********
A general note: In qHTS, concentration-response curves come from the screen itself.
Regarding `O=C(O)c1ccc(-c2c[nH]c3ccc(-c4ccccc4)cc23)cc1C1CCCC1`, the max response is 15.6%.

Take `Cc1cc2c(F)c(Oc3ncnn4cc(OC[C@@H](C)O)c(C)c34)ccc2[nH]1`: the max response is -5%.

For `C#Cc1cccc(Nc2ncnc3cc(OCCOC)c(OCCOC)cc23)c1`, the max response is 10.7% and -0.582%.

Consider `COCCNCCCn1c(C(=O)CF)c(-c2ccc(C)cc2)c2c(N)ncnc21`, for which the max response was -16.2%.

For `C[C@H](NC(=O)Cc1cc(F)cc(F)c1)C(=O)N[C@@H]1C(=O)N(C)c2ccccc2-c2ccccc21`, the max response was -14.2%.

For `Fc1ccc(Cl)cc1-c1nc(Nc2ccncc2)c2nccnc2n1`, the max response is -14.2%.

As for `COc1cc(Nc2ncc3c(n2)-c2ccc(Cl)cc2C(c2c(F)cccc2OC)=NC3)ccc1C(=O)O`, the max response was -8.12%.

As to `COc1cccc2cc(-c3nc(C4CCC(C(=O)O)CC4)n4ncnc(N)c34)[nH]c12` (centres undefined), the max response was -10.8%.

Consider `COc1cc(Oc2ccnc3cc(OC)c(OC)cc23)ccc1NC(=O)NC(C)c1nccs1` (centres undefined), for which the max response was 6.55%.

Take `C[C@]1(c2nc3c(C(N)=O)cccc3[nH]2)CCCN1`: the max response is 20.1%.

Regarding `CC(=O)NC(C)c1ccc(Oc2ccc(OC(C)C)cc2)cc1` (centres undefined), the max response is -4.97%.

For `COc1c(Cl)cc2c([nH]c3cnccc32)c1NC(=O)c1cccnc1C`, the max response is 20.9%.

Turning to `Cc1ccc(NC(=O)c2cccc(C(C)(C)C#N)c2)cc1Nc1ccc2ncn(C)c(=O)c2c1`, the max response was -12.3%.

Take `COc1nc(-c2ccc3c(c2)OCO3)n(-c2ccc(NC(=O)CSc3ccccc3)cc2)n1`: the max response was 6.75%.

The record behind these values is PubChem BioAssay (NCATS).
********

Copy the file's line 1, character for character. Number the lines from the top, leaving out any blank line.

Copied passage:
A general note: In qHTS, concentration-response curves come from the screen itself.